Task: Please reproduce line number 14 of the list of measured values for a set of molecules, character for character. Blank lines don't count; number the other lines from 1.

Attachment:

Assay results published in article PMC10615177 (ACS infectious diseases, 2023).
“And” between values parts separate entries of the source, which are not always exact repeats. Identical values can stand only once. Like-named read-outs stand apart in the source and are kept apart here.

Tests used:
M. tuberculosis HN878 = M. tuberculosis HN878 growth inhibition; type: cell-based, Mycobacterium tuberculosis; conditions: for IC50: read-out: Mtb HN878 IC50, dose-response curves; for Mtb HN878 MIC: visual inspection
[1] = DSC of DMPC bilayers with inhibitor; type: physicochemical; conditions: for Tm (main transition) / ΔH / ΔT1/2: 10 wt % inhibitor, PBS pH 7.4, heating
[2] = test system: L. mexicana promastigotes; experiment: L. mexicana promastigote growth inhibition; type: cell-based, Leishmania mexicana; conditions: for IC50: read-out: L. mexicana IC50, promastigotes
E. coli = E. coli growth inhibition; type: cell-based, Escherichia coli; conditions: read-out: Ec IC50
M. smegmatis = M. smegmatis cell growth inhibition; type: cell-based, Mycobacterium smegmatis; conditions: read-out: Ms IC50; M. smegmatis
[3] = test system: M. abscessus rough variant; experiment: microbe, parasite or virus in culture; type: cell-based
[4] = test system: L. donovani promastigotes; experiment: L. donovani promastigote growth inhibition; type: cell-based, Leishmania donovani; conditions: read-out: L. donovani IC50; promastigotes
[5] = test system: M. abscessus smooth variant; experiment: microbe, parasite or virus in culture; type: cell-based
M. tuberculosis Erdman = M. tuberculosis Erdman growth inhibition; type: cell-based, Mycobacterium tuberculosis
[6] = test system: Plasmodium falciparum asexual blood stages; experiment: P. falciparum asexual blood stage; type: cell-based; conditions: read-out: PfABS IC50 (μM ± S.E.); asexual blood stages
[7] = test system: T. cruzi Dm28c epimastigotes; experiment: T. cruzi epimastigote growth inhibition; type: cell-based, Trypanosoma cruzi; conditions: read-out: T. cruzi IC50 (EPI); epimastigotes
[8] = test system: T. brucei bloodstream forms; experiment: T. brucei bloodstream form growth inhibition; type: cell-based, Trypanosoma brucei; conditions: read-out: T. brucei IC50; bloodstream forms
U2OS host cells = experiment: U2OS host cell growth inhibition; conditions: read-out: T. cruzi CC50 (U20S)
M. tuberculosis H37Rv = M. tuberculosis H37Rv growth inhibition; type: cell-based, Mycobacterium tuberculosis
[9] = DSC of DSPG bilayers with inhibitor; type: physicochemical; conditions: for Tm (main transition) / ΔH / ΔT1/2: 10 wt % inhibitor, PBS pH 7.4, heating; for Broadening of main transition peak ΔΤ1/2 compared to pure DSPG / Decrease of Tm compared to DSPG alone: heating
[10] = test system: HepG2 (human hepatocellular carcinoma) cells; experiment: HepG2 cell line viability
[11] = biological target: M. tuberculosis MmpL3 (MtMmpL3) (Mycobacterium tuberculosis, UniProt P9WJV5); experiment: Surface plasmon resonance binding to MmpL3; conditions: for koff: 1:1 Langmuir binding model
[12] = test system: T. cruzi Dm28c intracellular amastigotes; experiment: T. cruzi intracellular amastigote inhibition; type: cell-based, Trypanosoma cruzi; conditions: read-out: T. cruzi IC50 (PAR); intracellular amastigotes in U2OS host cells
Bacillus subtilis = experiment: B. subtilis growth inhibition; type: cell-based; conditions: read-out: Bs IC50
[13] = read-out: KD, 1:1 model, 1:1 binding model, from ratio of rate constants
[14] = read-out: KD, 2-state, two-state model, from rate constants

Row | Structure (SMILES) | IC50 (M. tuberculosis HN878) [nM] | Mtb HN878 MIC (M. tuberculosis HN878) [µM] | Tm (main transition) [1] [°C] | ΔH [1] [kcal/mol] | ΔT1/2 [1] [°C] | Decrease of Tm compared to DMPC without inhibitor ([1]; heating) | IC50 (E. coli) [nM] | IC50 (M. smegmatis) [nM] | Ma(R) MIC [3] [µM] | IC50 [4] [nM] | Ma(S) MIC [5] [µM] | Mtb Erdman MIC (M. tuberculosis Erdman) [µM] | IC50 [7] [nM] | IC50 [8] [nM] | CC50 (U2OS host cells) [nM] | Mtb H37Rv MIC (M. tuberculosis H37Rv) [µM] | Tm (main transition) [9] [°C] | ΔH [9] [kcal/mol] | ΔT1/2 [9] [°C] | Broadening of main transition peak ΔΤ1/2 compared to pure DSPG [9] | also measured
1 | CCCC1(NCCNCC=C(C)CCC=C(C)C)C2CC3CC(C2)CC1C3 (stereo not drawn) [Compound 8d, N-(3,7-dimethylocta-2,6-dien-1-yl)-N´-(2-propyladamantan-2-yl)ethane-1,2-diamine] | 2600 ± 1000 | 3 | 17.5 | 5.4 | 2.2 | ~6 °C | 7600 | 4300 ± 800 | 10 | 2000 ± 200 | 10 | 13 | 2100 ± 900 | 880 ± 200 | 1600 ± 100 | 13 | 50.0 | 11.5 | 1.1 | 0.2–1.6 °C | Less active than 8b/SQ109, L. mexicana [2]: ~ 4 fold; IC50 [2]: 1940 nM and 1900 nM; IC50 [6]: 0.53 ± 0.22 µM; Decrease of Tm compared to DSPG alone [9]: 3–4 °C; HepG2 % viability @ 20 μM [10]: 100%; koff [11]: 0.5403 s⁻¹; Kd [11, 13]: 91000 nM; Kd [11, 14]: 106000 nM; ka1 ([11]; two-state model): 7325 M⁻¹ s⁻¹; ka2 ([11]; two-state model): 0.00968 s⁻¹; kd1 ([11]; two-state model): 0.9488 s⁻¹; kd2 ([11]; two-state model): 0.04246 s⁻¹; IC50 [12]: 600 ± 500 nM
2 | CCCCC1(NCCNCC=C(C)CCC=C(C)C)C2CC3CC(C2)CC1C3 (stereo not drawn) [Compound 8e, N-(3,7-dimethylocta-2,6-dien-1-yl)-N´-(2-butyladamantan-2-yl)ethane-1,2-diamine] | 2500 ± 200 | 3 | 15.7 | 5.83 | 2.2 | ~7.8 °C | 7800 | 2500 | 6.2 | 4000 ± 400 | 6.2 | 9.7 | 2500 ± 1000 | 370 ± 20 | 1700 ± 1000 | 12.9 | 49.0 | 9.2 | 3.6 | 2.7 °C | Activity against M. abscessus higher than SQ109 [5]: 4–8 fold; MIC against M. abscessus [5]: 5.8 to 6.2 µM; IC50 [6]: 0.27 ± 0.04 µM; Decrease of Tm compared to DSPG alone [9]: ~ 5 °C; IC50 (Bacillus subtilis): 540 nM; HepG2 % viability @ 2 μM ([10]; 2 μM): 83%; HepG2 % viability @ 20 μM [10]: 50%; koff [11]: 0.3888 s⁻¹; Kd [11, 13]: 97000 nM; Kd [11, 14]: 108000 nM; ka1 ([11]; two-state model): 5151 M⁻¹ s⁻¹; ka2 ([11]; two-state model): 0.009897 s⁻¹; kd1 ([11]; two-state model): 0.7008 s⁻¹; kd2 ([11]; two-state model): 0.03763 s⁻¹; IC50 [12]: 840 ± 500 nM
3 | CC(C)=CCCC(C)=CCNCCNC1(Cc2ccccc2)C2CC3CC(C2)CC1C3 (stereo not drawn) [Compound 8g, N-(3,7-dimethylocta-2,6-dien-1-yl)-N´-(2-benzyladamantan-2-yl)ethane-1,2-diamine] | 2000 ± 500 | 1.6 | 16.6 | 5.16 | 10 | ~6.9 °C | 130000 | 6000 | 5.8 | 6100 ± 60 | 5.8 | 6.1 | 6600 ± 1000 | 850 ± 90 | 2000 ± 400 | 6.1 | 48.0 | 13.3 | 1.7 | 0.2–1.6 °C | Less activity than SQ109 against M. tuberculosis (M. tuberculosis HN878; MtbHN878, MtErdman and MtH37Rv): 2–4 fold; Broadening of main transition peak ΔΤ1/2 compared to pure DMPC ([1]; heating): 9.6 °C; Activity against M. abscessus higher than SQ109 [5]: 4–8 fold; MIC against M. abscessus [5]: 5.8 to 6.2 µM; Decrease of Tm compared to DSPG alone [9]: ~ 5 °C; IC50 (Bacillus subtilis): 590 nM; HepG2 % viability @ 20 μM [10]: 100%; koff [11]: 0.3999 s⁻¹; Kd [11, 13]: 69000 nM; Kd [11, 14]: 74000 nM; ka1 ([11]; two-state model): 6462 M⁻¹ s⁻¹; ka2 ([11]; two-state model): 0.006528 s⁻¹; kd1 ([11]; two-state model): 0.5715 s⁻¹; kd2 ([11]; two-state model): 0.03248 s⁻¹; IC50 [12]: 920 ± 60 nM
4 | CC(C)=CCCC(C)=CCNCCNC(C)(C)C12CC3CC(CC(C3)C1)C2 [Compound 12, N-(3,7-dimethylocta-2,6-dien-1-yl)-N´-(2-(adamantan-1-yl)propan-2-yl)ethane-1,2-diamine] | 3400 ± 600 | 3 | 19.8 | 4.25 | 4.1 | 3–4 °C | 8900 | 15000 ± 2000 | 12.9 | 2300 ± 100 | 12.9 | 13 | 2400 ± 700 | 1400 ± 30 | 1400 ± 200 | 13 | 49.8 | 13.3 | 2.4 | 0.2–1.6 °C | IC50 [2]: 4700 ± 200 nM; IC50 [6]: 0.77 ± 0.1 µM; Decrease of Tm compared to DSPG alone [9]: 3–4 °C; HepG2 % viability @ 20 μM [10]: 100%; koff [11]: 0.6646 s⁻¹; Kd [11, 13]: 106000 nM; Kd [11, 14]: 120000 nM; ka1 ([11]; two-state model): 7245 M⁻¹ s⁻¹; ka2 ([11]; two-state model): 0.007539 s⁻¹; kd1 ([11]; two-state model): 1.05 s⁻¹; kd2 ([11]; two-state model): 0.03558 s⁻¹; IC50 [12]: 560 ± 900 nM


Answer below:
[7] = test system: T. cruzi Dm28c epimastigotes; experiment: T. cruzi epimastigote growth inhibition; type: cell-based, Trypanosoma cruzi; conditions: read-out: T. cruzi IC50 (EPI); epimastigotes